(MENAFN- Colombo Gazette)
Sri Lanka today admitted that it is facing defeat in Geneva when a vote on a resolution on Sri Lanka is taken tomorrow (Thursday).
Foreign Minister Ali Sabry said that the Core Group has managed to secure 30 co-sponsors for the resolution with voting rights from the 47-member UN Human Rights Council in Geneva.
Albania, Australia, Austria, Belgium, Bosnia and Herzegovina, Bulgaria, Canada, Croatia, Cyprus, Czechia, Denmark, Estonia, Finland, Germany, Greece, Iceland, Ireland, Italy, Latvia, Liechtenstein, Lithuania, Luxembourg, Malawi, Malta, Montenegro, Netherlands, New Zealand, North Macedonia, Norway, Portugal, Romania, Slovakia, Slovenia, Sweden, Switzerland, United Kingdom of Great Britain and Northern Ireland and United States of America have signed the draft resolution so far.
The signatories includes a number of countries that do not have voting rights.
Foreign Minister Ali Sabry said that Sri Lanka, in principal, will oppose the resolution.
The Minister said that Sri Lanka, in particular, opposes Operative Paragraph 8 of the resolution.
“Recognizes the importance of preserving and analysing evidence relating to violations and abuses of human rights and related crimes in Sri Lanka with a view to advancing accountability, and decides to extend and reinforce the capacity of the Office of the High Commissioner to collect, consolidate, analyse and preserve information and evidence and to develop possible strategies for future accountability processes for gross violations of human rights or serious violations of international humanitarian law in Sri Lanka, to advocate for victims and survivors, and to support relevant judicial and other proceedings, including in Member States, with competent jurisdiction,” Operative Paragraph 8 of the resolution states.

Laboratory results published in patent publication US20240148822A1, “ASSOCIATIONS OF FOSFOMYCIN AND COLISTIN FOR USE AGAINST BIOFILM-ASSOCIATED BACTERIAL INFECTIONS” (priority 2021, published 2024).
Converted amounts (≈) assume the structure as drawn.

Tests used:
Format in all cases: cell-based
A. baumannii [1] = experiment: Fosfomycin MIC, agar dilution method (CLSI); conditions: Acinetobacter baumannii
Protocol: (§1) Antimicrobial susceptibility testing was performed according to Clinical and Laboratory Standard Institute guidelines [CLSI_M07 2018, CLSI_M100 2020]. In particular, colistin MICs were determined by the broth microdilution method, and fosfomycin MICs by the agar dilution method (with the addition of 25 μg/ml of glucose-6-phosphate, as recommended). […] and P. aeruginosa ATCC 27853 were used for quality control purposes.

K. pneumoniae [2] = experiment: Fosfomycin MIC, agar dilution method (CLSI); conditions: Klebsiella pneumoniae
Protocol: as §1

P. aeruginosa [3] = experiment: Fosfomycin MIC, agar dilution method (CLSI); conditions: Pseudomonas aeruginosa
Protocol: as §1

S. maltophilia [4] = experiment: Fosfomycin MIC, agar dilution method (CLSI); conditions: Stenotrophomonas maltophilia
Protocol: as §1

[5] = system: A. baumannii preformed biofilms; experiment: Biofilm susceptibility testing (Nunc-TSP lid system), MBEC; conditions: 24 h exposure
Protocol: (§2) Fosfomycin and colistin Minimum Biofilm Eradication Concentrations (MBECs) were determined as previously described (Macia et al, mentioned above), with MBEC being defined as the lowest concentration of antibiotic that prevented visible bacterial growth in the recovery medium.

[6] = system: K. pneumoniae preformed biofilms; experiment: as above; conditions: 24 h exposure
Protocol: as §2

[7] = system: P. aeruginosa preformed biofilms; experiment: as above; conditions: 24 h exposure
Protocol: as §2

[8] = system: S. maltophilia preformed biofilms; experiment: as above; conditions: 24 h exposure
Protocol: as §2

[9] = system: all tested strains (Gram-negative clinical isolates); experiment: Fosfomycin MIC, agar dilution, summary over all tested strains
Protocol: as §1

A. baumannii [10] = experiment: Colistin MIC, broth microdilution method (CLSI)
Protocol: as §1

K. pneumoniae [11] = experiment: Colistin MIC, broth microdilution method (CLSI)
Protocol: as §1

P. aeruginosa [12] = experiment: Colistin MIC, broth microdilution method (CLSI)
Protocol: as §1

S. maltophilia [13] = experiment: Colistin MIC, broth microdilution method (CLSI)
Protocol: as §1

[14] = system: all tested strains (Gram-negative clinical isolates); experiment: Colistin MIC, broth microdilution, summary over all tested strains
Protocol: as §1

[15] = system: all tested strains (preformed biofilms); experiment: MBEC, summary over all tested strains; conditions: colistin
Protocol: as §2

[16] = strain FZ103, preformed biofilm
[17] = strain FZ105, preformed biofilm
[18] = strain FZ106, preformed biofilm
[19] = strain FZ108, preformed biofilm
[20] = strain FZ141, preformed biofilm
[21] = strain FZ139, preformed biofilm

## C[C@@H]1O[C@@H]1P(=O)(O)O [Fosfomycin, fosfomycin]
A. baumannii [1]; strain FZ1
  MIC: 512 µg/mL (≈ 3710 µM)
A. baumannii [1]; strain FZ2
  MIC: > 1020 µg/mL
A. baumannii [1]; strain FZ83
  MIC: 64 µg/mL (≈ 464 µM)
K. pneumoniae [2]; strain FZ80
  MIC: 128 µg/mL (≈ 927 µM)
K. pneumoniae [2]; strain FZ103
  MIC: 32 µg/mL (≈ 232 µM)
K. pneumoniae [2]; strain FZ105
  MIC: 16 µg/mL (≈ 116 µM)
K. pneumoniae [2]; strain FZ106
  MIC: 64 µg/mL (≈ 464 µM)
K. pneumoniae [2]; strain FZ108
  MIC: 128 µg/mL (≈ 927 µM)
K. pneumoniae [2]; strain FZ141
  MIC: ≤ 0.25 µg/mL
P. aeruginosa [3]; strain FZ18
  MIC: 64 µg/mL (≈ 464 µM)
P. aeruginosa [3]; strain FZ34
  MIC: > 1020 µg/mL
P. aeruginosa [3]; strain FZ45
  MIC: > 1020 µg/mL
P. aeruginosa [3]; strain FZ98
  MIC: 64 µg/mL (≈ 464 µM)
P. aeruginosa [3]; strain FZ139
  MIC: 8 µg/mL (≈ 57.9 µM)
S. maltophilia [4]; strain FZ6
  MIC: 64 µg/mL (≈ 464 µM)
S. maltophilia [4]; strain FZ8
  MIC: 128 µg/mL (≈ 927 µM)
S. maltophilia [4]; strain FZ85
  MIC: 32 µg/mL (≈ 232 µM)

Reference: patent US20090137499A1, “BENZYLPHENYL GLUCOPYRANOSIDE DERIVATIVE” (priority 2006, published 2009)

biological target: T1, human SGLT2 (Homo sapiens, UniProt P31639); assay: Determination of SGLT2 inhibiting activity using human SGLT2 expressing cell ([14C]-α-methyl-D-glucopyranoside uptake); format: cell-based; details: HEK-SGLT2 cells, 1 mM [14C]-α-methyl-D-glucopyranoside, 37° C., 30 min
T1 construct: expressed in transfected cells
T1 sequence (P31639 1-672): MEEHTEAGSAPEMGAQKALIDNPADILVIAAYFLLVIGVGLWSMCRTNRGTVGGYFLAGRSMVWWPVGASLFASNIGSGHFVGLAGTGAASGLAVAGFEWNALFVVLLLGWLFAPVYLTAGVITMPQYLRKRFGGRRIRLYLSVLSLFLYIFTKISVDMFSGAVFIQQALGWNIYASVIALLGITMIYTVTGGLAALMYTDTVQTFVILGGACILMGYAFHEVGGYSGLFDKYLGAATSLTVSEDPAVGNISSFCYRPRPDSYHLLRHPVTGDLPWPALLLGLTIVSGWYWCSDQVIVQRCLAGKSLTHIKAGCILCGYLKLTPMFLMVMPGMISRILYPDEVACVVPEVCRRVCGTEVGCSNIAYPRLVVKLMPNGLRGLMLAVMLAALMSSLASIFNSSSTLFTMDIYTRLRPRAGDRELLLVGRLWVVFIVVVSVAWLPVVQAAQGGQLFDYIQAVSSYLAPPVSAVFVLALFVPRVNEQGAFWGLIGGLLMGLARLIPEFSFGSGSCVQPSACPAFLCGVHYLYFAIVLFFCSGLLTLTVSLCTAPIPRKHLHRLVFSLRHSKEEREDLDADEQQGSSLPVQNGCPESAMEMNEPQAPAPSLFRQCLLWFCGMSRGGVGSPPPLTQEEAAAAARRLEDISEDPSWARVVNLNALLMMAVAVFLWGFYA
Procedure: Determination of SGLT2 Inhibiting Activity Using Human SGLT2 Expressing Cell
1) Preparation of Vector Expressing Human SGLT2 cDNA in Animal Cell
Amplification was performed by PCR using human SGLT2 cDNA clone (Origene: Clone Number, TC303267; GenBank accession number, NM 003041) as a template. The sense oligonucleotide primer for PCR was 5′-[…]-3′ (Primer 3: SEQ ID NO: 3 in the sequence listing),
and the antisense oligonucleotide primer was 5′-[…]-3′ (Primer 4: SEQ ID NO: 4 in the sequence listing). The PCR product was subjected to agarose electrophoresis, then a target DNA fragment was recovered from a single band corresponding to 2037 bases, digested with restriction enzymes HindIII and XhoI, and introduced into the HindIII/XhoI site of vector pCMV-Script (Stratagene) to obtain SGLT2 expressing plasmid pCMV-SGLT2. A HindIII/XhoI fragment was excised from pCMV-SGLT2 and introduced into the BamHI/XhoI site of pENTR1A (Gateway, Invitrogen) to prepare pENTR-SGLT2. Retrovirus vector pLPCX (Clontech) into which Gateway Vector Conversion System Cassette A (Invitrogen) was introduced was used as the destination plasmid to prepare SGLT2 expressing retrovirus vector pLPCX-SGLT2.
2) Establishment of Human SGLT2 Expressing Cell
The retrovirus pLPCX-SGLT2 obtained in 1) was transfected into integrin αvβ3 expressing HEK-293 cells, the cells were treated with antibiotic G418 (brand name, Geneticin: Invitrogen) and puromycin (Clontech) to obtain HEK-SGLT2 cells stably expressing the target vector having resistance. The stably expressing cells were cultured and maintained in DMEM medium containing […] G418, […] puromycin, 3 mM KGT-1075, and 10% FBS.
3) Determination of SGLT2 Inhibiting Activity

Sabry said that Sri Lanka appealed to the Core Group to give the country time and space to address the issues.
However, he said the Core Group has refused to agree and he feels this is mainly because of pressure from the diaspora. (Colombo Gazette)
Full text of draft resolution:
Promoting reconciliation, accountability and human rights in Sri Lanka
The Human Rights Council,
Guided by the purposes and principles of the Charter of the United Nations, reaffirming the Universal Declaration of Human Rights, and recalling the International Covenants on Human Rights and other relevant instruments,
Recalling General Assembly resolution 60/251 of 15 March 2006 and Human Rights Council resolution 5/1 of 18 June 2007,
Recalling also Human Rights Council resolutions 19/2 of 22 March 2012, 22/1 of 21 March 2013, 25/1 of 27 March 2014, 30/1 of 1 October 2015, 34/1 of 23 March 2017, 40/1 of 21 March 2019 and 46/1 of 23 March 2021 on promoting reconciliation, accountability and human rights in Sri Lanka,
Recalling further that, in its resolution S-11/1 of 27 May 2009, the Human Rights Council welcomed the resolve of Sri Lanka to begin a broader dialogue with all parties in order to seek a political settlement and to bring about lasting peace and development in Sri Lanka based on consensus among and respect for the rights of those from all ethnic and religious groups, and endorsed the joint communiqué of 26 May 2009 of the President of Sri Lanka and the Secretary-General, in which the Secretary-General, inter alia, underlined the importance of an accountability process for addressing violations of international humanitarian law and human rights law,
Reaffirming its commitment to the sovereignty, independence, unity and territorial integrity of Sri Lanka,
Reaffirming also that it is the primary responsibility of each State to respect human rights and to ensure the full enjoyment of all human rights and fundamental freedoms by its entire population,
Recognizing the severe economic crisis that has deteriorated in Sri Lanka since late 2021, exacerbated by the coronavirus disease (COVID-19) pandemic, and the profound impact that this has had on the people of Sri Lanka, including women-led households,